Vogue 1970 in Samantha dot taffeta

holiday collection

samantha dot

V1808 in ponte

Both sides now

Taking a cue from RTW, V1808 tunic & vest duo uses both sides of Evening Shadows, a double sided ponte printed in an impressionistic stone-like motif reversing to solid black on the back. The front of both tunic and vest use the print, while the back is in solid black. The vest is simply the jacket with the sleeves removed, so when worn with the tunic, it creates the illusion of a jacket without the bulk.

evening shadows

ponte collection

B6492 in blue dahlia sweater knit

Carol on our ArtBarn team raves about Butterick 6492 as one of her all time favorites, 'A flattering tunic/t-shirt with pockets that is easy and fun to sew, what's not to like!'

Here, we paired Blue Dahlia sweater knit accented with Callum Blue USA knit stripes used in the neckband, one pocket and one sleeve facing.

Vogue 1846 in double dots sweater knit

double dots

Vogue 1846

V1989 New Marcy Pattern

When Vogue asked me to do a 'loungewear' design I suggested a garment I wear every day of my life, an adaptation of a classic kimono that can go from an at home robe to a casual jacket to an elegant occasion. Works tied closed or open, good for both women and men, and can be interpreted in a wide variety of fabrics, humble cotton, elegant silk, cozy flannel, sumptuous cashmere, sophisticated brocade. Easy to fit and sew and makes a fine gift.

V1989 shown here in Carita silk crepe du chine.

V1989 in Liberty Cotton

katherine made:v1970 in kenji plaid

Tips for matching plaids

Plaids are having a major 'thing' right now, and we are loving this trend! Katherine used our Kenji Plaid paired with V1970 to make a cozy vest to add a pop of color to her favorite jeans.

Plaids take a bit of time and thought in the cutting process. Here are a few tips.

To figure extra yardage, multiply the repeat by the number of main pattern pieces. For example, if the repeat is 4" and you have 4 main/large pattern pieces, you would need a minimum of 16 extra inches. To match plaids, cut single thickness, starting with the main pattern piece at center front or back, placing CF/CB centered between (NOT ON), a dominant color or line, then cut one piece at a time, using the cut out piece as a pattern piece for the next, flipping, so you get a left and right side. I draw the plaid on the pattern pieces to match at side seams and notches on sleeves. If the plaid is unbalanced, cut as for a nap. Sew with a walking foot to prevent shifting. Some pieces like pockets, yoke and collar can be cut on the bias.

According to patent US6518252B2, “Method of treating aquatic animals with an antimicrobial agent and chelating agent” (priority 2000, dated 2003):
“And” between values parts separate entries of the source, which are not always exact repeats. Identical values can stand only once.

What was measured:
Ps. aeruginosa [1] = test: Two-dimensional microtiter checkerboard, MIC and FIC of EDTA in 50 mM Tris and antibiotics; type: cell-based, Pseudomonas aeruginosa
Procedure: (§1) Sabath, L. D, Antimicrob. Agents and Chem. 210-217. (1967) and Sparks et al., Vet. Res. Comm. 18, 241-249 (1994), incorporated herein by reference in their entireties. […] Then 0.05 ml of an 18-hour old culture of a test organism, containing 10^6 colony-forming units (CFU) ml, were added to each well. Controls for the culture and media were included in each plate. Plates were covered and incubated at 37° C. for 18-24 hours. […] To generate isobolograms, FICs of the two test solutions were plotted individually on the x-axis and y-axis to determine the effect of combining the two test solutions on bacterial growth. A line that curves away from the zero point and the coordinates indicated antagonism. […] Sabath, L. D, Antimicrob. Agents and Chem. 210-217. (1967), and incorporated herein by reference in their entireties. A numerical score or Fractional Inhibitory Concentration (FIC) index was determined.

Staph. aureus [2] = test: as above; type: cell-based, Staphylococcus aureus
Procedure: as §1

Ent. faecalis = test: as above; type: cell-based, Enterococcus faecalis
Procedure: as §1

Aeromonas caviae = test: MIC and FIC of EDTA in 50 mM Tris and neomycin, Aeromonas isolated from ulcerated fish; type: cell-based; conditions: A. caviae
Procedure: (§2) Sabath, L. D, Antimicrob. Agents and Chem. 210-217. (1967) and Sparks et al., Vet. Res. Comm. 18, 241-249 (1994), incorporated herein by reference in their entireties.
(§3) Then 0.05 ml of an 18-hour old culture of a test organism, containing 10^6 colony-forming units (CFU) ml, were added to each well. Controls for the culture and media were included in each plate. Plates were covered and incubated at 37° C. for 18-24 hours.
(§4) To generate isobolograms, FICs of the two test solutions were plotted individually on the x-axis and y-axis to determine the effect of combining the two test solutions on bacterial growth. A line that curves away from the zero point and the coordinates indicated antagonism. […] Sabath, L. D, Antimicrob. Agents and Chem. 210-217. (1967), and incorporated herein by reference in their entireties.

Plaid Collection


V1959 in Candied Yam plaid by Marcy

When the cool weather hits, the one garment I wear more than any other is a vest. My starting point was the fabric, Candied Yam Plaid, a fabulous washed Japanese cotton/wool blend. I adapted V1959 jacket as a vest. Cut the plaid with care, as it is a one way unbalanced plaid, used both right and wrong sides of the fabric to make things line up. When it came time to figure out the edges, I dug into my stash and viola, discovered a silky poly plaid that harmonized perfectly. My backup plan would have been to use a black lining fabric for the bindings.

Narrowed the front edge by about 3"
Cut the center back seam using the selvedge to the outside.
Ran short of fabric, so pieced the back shoulder, using the selvedge edge as trim.
Made a dart in the armhole - sewn once finished, for a better fit.
Added a ½ back lining so things slip on more easily.

V8146 in 2 USA knits

usa knits



cotton flannels


V1970 in Corduroy

marcy's version

All last fall and winter, the one piece I kept thinking about and wanting in my wardrobe was a black corduroy jacket. Wished for it in Paris last fall and again back home last winter. Making this jacket was a pleasure and sometimes a struggle. Read more about design changes and decisions on the blog.